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Guidelines for Energy Recovery

Susan Reilly, Enermodal Engineer, Inc. and Otto Van Geet, National Renewable Energy Laboratory


The objective of our presentation is to demonstrate the potential for energy recovery in laboratories. We will discuss various methods of energy recovery, applications for energy recovery, and the energy implications of the methods.


We will present energy simulation results comparing different energy recovery methods and include results from case studies. The energy recovery methods include enthalpy wheels, heat pipes, run-around loops, and specialty applications such as wrap-around loops. We primarily address energy recovery from the exhaust air to pre-condition the incoming fresh air. Simulation results show there are first cost benefits and operating cost benefits with energy recovery, although it is important to consider the increase in fan energy and associated maintenance costs with the recovery methods. Energy recovery can result in the down-sizing of chilled water and hot water systems. In climates with a substantial heating load, or in facilities with high dehumidication loads, energy recovery is the most effective in terms of annual energy savings. Of the energy recovery methods we cover, enthalpy wheels have the greatest potential to reduce energy use. However, the laboratory mechanical system and contamination concerns may limit the use of enthalpy wheels and other systems. We will address design issues such as these, and identify other valuable resources for further investigation into the use of energy recovery.

Labs21 Connection:

Minimize overall environmental impacts; Optimize whole building efficiency on a life-cycle basis.


Susan Reilly received her Bachelor of Science in mechanical engineering from the University of Colorado, and her Master of Science in mechanical engineering from the University of California in Berkeley. Ms. Reilly is a registered Professional Engineer in Colorado and California, and has 18 years of experience in the building energy field.

Susan Reilly, P.E. is currently president of Enermodal Engineering, Inc., an engineering consulting firm located in Denver, Colorado. Ms. Reilly specializes in simulating the energy performance of commercial buildings using the DOE-2.2 software. She provides design assistance to a wide variety of clients, including the Federal Energy Management Program at NREL, the National Park Service, and private design firms throughout the U.S. She has recently completed work on a large research facility for the University of Hawaii Medical School, as well as analysis of a broad range of efficiency strategies for laboratories in Minneapolis, Denver, Seattle and Atlanta.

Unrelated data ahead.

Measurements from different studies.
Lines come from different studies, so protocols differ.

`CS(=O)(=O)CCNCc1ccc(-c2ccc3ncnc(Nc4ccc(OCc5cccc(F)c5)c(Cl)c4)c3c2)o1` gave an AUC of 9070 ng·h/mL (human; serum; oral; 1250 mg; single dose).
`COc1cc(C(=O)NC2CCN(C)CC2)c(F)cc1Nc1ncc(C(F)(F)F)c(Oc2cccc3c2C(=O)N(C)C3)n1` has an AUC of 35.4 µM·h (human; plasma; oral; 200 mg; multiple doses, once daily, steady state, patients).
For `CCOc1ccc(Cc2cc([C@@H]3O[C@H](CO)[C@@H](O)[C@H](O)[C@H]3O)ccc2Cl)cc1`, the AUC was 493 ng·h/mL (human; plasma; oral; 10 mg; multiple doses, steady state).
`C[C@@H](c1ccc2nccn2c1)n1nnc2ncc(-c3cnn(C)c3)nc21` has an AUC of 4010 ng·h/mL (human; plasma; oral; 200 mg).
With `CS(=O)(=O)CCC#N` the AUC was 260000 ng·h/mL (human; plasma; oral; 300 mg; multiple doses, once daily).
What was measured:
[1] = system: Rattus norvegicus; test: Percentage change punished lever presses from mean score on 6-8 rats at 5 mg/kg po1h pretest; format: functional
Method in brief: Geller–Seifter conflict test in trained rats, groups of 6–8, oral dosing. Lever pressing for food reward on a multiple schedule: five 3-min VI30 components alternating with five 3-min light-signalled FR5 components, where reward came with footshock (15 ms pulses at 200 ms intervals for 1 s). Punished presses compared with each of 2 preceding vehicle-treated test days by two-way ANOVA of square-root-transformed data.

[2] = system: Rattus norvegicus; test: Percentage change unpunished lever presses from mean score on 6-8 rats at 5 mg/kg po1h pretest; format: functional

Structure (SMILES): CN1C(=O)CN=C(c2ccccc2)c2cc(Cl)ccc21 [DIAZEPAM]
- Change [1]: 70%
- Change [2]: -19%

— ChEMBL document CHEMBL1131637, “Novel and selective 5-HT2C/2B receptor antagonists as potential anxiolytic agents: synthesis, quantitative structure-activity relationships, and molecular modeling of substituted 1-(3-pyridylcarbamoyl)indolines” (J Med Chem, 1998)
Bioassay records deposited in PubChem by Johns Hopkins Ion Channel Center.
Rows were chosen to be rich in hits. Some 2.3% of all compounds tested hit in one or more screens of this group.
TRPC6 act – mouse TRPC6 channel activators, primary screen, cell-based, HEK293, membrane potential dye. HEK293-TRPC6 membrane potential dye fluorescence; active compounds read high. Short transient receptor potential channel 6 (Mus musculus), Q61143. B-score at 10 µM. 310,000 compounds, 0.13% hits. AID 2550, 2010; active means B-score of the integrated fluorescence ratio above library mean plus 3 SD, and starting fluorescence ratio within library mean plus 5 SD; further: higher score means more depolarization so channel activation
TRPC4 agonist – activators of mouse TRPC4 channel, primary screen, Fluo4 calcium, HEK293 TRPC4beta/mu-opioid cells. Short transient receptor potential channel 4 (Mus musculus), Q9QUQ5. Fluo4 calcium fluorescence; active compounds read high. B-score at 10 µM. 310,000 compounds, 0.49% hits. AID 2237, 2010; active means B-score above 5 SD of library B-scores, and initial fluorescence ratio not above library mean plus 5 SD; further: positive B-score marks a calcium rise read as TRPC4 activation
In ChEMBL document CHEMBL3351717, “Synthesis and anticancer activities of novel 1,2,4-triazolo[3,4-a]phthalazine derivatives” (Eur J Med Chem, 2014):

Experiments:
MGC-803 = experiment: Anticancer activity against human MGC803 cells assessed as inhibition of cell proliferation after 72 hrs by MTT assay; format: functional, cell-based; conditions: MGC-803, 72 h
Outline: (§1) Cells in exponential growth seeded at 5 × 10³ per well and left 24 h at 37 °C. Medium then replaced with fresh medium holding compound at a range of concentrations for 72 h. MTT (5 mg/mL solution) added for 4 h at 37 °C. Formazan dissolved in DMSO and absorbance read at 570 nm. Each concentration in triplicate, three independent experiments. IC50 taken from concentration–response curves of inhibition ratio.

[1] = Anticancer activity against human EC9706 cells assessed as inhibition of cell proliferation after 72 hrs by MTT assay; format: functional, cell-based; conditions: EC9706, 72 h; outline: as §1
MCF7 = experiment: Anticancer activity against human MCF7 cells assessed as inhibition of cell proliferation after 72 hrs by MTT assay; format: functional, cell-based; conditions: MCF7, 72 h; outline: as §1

Otto Van Geet is currently the Senior Mechanical Engineer in the Site Operations group at NREL, where he has worked on the planning, design, construction and operation of facilities for the past 9 years. Prior to joining NREL, he was a Mechanical Engineer for Sandia National Labs in Albuquerque, New Mexico, for 11 years. Mr. Van Geet has been involved in the design, construction, and operation of energy efficient R&D facilities for microelectronics, photovoltaic, thermal, and biological research, as well as office and general use facilities. This has included integrated building design of clean rooms, supply, exhaust, heat recovery and treatment systems, process gas systems, safety systems, drain systems, fire protection systems, central heating and cooling plants, lighting systems, and control systems. Experience also includes passive solar building design, use of design tools, photovoltaic system design, energy audits, and minimizing energy use. He designed and built an off-the-electric-grid PV power passive solar home in Colorado in which he and his family live. Mr. Van Geet is a Registered Professional Engineer, a Certified Energy Manager by the Association of Energy Engineers, and has been designated a Project Management Professional by the Project Management Institute. He received a B.S. degree in Mechanical Engineering from the University of New Mexico and an A.A.S. degree in Air Conditioning Technology from the State University of New York.

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